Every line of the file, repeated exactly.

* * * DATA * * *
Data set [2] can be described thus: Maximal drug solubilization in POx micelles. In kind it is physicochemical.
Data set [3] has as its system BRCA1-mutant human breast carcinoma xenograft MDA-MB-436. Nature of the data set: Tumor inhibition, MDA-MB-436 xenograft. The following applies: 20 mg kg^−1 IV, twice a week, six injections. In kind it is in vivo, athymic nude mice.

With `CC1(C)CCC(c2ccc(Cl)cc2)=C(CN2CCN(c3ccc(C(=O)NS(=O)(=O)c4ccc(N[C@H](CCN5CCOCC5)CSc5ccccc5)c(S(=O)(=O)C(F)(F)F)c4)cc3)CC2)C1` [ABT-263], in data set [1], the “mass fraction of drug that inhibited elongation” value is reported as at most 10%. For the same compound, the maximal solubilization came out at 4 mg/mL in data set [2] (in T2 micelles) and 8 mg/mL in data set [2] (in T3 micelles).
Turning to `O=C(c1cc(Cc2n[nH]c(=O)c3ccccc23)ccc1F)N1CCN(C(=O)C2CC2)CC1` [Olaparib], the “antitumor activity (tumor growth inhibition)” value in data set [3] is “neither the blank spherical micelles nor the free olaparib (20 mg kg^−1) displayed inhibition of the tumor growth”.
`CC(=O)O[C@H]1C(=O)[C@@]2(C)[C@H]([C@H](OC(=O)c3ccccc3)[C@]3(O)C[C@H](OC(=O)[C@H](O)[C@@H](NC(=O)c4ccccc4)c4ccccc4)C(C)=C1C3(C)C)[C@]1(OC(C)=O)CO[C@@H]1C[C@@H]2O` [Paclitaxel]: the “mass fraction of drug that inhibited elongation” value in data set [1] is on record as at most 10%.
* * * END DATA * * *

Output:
Data set [2] can be described thus: Maximal drug solubilization in POx micelles. In kind it is physicochemical.
Data set [3] has as its system BRCA1-mutant human breast carcinoma xenograft MDA-MB-436. Nature of the data set: Tumor inhibition, MDA-MB-436 xenograft. The following applies: 20 mg kg^−1 IV, twice a week, six injections. In kind it is in vivo, athymic nude mice.

With `CC1(C)CCC(c2ccc(Cl)cc2)=C(CN2CCN(c3ccc(C(=O)NS(=O)(=O)c4ccc(N[C@H](CCN5CCOCC5)CSc5ccccc5)c(S(=O)(=O)C(F)(F)F)c4)cc3)CC2)C1` [ABT-263], in data set [1], the “mass fraction of drug that inhibited elongation” value is reported as at most 10%. For the same compound, the maximal solubilization came out at 4 mg/mL in data set [2] (in T2 micelles) and 8 mg/mL in data set [2] (in T3 micelles).
Turning to `O=C(c1cc(Cc2n[nH]c(=O)c3ccccc23)ccc1F)N1CCN(C(=O)C2CC2)CC1` [Olaparib], the “antitumor activity (tumor growth inhibition)” value in data set [3] is “neither the blank spherical micelles nor the free olaparib (20 mg kg^−1) displayed inhibition of the tumor growth”.
`CC(=O)O[C@H]1C(=O)[C@@]2(C)[C@H]([C@H](OC(=O)c3ccccc3)[C@]3(O)C[C@H](OC(=O)[C@H](O)[C@@H](NC(=O)c4ccccc4)c4ccccc4)C(C)=C1C3(C)C)[C@]1(OC(C)=O)CO[C@@H]1C[C@@H]2O` [Paclitaxel]: the “mass fraction of drug that inhibited elongation” value in data set [1] is on record as at most 10%.